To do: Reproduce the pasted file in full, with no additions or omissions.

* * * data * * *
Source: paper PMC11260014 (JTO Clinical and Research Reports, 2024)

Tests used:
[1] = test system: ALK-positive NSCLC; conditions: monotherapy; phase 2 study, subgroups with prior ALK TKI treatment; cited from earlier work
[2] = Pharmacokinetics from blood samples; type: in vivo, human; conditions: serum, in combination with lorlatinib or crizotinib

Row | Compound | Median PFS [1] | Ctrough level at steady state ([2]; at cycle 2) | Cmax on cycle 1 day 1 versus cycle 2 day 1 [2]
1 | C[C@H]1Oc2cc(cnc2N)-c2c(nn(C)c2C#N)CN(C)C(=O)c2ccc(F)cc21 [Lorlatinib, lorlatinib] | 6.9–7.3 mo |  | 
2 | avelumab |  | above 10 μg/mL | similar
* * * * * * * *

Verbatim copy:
Source: paper PMC11260014 (JTO Clinical and Research Reports, 2024)

Tests used:
[1] = test system: ALK-positive NSCLC; conditions: monotherapy; phase 2 study, subgroups with prior ALK TKI treatment; cited from earlier work
[2] = Pharmacokinetics from blood samples; type: in vivo, human; conditions: serum, in combination with lorlatinib or crizotinib

Row | Compound | Median PFS [1] | Ctrough level at steady state ([2]; at cycle 2) | Cmax on cycle 1 day 1 versus cycle 2 day 1 [2]
1 | C[C@H]1Oc2cc(cnc2N)-c2c(nn(C)c2C#N)CN(C)C(=O)c2ccc(F)cc21 [Lorlatinib, lorlatinib] | 6.9–7.3 mo |  | 
2 | avelumab |  | above 10 μg/mL | similar